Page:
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1.1 Why is EIT so hard? In conventional medical imaging modalities, such as XRay computerized tomography, a collimated beam of radiation passes through the object in a straight line, and the attenuation of this beam is aected only by the matter which lies along its path. In this sense XRay CT is local, and it means that the pixels or voxels of our image aect only some (in fact a very small proportion) of the measurements. If the radiation were at lower frequency (softer Xrays) the effect of scattering would have to be taken into account and the eect of a change of material in a voxel would no longer be local. As the frequency decreases this nonlocal eect becomes more pronounced until we reach the case of direct current, in which a change in conductivity would have some eect on any measurement of surface voltage when any current pattern is applied. This nonlocal property of conductivity imaging, which still applies at the moderate frequencies used in EIT, is one of the principal reasons that EIT is dicult. It means that to nd the conductivity image one must solve a system of simultaneous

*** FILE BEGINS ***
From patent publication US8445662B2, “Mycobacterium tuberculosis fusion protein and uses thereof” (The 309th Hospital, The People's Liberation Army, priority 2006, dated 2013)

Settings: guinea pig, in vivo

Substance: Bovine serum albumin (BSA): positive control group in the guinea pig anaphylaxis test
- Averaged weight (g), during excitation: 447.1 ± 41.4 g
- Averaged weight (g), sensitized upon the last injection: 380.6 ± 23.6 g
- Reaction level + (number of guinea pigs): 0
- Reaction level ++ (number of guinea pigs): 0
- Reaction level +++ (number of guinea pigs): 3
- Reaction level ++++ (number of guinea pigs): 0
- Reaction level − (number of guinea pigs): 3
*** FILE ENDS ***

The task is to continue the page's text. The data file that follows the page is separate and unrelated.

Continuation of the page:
Combinatorial reconstruction problems
, 1989
"... A general technique for tackling various reconstruction problems is presented and applied to some old and some new instances of such problems. ..."
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Cited by 14 (0 self)
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A general technique for tackling various reconstruction problems is presented and applied to some old and some new instances of such problems.